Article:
But somebody needs to be worrying about the deficit because it is a very important matter and we have to deal with it. This morning at the Budget Committee we had a new nominee, Ms. Sylvia Burwell, for the Director of the Office of Management and Budget, one of the most important positions in the entire government. She is a delightful lady and I know she wants to do well. She held a position in that office some time ago under President Clinton, a deputy position, and she had some experience in it, but it is a tough job. We need somebody who can whip these agencies and departments into shape. The OMB is the one who answers to the President. The OMB is the one who says: Mr. Secretary of the Interior, Mr. Secretary of Defense, we don't have that much money. You can't spend that much money. I send your budget back to you. Take another $10 billion, take another $5 billion out of it. They are the heavies. So she is asking for a tough job, no doubt about it.
At that hearing, I talked a little bit about a great concern of mine. My concern is that our debt is so large now that it is pulling down economic growth in America. Let me repeat that. Our debt is so high it is pulling down economic growth, and slow growth means fewer jobs created. The difference between 2 percent growth and 3 percent growth is 1 million jobs, according to Christina Romer, who served President Obama in the White House: So the more growth we have, the more jobs are created. The less growth we have, fewer jobs are created.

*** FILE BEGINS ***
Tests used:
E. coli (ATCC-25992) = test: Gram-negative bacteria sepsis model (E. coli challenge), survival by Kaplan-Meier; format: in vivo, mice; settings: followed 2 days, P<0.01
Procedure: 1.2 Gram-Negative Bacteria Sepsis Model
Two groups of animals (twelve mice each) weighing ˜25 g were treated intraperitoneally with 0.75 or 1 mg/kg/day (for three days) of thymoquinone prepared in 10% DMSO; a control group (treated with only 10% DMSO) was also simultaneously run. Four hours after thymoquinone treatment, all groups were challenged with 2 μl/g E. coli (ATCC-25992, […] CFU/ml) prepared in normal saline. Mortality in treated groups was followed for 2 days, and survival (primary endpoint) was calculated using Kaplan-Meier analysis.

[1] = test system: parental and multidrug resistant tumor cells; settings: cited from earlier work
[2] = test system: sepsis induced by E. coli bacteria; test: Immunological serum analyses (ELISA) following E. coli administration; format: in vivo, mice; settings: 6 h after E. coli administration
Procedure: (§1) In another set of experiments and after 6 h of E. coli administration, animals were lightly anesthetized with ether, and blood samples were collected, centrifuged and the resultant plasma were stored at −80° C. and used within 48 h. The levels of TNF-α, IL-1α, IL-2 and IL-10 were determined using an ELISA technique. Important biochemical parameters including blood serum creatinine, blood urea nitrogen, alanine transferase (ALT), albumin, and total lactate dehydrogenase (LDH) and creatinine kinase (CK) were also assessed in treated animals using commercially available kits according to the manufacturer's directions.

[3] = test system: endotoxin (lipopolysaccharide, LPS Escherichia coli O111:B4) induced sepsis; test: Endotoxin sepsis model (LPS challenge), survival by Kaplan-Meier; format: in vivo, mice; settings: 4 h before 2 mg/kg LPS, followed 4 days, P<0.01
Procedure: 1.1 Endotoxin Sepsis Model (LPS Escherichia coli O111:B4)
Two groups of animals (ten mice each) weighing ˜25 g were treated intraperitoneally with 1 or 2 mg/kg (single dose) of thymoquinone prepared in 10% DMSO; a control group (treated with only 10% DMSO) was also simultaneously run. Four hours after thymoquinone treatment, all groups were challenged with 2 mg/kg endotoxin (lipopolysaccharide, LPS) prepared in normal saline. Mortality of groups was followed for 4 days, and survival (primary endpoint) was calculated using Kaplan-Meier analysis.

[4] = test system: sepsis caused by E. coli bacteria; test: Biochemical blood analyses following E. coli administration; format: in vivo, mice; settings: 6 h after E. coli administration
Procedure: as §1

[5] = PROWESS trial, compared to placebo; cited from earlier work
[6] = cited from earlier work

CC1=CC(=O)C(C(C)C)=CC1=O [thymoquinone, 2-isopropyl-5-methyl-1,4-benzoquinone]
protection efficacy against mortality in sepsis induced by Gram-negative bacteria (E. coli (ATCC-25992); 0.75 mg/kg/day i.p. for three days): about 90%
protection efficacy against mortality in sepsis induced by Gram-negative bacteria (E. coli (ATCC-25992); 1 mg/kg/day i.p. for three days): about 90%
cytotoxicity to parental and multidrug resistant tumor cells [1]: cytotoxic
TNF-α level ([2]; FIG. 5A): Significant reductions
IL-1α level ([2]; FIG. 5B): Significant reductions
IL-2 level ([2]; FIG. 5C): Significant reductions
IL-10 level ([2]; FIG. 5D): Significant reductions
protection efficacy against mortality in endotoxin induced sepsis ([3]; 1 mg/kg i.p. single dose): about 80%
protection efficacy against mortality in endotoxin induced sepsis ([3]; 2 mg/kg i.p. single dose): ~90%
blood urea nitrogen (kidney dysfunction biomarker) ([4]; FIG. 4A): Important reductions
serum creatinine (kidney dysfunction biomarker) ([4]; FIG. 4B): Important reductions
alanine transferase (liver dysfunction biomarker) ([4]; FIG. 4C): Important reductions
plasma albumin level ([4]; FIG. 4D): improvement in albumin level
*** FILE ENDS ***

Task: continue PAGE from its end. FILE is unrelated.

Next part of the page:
We had a disastrous jobs report last Friday. It was terrible and deeply disappointing. What it said was we added 88,000 jobs when they were predicting we would add about 200,000. But more significantly, 486,000 people dropped out of the labor force, had given up finding work--almost one-half million, and less than 100,000 got a job. That was a very dangerous trend.
It comes around to this question: Is our debt so high that it adversely impacts economic growth? Let me explain it this way. The Rogoff-Reinhart study and book that they wrote analyzes debt in America and it calculated it and over the world. They examined economies worldwide. What they found was that when debt reaches 90 percent of the size of your economy, 90 percent of GDP, growth begins to slow. It slows a median amount of 1 percent, on average much more, as much as 2 percent. Growth--GDP growth begins to slow when debt reaches that high a level.
What kind of debt level is it we are dealing with? Many people think, and the President keeps saying, our debt-to-GDP ratio is 77 percent.
We have examined the Rogoff and Reinhart study. Rogoff and Reinhart used a higher figure because they compared countries from around the world, and those were the numbers they had. When the gross debt reaches 90 percent of GDP, we begin to have an economic decline. Our percentage of gross debt to GDP is 104 percent.